Wandering around the shop we saw only one other browser, who had come in after we did. We also saw empty booths, goods deep-discounted, and a general air of abandonment. The whole place, once lively and full of attractive objects, had become pretty depressing. The experience at the antique shop stood in marked contrast to a very different experience earlier in the afternoon, when we lined up with scores of others waiting to visit an “open house” of model apartments in a new “independent living” complex for active seniors (so, not a nursing home) in a small city nearby. This four-story, multi-wing building offered studio, one-bedroom, and two bedroom apartments as well as shared studios and suites, about 125 units in all. Apartment rental fee included utilities, two meals a day, weekly housekeeping, local shuttle service, and more. The flashy brochure listed a host of additional amenities, among them on-site rehab facilities, laboratory services, a health center, hair-dressing and barber services, a library; a computer lab, and a dozen other features. All brand new and very seductive.
The apartments won’t even be ready for occupancy until well into the fall but the open house was mobbed. Did I mention that? And unless the stars scattered across the prominently-posted floor plans were lying, a substantial number of apartments had already been reserved. Hint to those seeking investment opportunities: Pay attention. There may be profit to be made here. But, obviously, some are already onto it.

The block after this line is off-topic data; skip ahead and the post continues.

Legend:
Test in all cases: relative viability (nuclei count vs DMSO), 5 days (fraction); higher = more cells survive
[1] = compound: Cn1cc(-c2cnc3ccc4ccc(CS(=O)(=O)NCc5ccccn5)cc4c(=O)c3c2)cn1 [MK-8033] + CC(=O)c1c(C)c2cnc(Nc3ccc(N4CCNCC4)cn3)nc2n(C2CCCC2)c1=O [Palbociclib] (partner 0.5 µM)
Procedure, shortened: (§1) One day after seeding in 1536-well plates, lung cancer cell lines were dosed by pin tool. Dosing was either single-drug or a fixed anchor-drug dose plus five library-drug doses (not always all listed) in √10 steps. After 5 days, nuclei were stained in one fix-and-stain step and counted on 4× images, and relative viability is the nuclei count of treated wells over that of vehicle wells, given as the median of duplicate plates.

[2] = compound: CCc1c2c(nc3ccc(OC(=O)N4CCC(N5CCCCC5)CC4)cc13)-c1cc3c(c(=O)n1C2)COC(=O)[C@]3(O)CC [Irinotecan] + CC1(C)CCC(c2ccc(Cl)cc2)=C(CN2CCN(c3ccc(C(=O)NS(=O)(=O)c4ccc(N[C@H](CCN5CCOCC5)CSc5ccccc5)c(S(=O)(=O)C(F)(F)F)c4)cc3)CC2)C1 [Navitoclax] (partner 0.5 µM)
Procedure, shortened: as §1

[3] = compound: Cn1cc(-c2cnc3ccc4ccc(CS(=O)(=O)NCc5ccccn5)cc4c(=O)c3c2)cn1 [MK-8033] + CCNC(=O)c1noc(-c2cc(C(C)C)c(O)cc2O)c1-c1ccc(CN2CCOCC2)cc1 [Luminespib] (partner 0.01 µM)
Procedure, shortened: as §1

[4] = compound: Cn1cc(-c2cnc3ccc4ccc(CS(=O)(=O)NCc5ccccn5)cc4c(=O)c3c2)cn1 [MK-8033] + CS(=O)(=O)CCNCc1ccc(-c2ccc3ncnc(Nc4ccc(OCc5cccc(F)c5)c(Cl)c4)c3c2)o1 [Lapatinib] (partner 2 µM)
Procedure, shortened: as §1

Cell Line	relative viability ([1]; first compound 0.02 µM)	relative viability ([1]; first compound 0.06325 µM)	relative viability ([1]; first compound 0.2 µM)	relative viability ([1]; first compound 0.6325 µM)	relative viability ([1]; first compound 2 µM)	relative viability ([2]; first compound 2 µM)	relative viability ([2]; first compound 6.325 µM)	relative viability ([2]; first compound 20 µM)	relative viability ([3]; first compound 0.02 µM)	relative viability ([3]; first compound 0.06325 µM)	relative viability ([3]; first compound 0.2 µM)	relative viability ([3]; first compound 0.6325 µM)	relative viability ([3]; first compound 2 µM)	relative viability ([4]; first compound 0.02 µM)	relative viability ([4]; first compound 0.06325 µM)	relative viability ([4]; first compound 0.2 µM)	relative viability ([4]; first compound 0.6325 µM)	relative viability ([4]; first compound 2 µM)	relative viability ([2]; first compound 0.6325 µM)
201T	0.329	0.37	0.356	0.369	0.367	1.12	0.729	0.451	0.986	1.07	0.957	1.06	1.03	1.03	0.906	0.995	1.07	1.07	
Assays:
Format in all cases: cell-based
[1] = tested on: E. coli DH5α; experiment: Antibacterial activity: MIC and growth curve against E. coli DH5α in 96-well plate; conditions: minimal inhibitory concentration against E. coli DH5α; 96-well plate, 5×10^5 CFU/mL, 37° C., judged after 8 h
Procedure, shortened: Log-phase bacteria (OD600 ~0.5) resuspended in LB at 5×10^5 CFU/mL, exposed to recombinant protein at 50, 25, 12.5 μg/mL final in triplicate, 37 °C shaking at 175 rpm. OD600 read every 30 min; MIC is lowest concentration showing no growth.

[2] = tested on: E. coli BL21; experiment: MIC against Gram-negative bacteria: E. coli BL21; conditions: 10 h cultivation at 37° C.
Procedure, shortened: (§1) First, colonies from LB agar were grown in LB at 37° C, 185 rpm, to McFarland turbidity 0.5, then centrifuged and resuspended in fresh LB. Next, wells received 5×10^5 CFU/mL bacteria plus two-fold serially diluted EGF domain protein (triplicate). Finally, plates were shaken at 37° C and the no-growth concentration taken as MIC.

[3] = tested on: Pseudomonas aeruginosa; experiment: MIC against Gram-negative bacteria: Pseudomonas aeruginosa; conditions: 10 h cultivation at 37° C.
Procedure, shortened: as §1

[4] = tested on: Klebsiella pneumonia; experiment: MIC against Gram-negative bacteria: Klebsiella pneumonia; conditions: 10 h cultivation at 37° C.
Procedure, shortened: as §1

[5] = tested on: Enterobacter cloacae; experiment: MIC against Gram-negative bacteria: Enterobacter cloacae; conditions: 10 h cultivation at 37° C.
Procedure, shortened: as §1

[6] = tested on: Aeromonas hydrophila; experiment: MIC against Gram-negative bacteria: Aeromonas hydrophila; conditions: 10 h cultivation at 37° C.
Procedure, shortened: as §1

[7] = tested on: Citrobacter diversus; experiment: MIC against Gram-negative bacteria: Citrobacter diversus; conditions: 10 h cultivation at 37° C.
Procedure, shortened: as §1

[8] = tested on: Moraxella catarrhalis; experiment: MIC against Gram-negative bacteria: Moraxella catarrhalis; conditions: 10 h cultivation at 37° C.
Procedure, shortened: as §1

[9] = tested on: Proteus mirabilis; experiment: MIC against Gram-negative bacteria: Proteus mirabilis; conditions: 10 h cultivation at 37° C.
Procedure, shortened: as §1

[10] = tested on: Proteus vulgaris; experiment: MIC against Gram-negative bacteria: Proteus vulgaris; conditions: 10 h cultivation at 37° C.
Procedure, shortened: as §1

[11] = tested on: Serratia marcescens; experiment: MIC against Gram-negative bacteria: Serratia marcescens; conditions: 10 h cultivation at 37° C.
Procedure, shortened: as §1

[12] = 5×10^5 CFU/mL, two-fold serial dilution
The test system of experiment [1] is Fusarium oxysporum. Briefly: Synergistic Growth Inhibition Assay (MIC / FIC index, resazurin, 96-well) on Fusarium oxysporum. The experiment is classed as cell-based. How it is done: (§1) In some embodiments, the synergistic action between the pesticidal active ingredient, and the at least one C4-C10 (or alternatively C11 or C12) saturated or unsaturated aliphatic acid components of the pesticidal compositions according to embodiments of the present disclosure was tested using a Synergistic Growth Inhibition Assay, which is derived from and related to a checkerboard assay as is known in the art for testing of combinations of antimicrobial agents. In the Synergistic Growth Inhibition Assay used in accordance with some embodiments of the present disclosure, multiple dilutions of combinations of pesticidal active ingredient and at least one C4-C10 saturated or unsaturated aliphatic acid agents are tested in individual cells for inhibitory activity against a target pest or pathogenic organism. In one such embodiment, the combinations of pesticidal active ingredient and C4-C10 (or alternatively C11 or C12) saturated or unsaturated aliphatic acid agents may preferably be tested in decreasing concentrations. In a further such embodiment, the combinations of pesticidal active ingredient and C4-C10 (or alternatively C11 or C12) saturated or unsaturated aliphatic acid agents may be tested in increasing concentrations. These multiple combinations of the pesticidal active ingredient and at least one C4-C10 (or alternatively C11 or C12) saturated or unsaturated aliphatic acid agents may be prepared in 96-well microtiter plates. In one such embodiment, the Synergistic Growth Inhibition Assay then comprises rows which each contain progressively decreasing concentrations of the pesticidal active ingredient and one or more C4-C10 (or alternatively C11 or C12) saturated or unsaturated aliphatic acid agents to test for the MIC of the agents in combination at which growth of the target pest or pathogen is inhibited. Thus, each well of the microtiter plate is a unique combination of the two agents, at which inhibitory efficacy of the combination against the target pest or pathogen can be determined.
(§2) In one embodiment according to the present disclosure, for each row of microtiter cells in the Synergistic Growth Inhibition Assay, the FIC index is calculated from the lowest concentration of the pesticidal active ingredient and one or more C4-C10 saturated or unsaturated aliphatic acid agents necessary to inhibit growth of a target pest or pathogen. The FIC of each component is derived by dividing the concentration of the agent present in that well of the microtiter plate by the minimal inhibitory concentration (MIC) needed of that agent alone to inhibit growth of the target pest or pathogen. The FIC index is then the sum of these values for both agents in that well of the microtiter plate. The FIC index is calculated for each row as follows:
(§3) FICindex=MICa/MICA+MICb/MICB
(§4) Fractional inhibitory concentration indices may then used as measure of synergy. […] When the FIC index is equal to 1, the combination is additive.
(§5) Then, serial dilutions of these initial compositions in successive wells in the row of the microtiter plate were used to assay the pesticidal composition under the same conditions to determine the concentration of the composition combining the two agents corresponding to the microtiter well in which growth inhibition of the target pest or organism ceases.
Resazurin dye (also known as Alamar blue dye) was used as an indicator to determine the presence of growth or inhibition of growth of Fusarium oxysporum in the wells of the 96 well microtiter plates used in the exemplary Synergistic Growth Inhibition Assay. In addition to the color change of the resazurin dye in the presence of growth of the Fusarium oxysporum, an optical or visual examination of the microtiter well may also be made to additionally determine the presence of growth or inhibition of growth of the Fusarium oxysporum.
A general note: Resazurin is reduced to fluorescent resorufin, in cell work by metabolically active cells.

So as one industry slowly sinks below the horizon, another rises in its place. And that brings us back to the three key words in the NYT article: retiring, moving, and decluttering. Retiring, of course, is the prime agent here, along with longer life expectancy. Downsizing comes next, although the practice is not universal. There are those who, for one reason or another, intend to hang on in the old house until the end. And some do. Occasionally it works out well, other times decidedly not. Some of those planning to hang on have a conversion experience of sorts when visiting a place like the one described above. While family or friends may have to drag them there, they soon recognize that life could be so much easier, so much more pleasant, without the weight of maintaining the big, old, and often multi-story story house pressing down on them.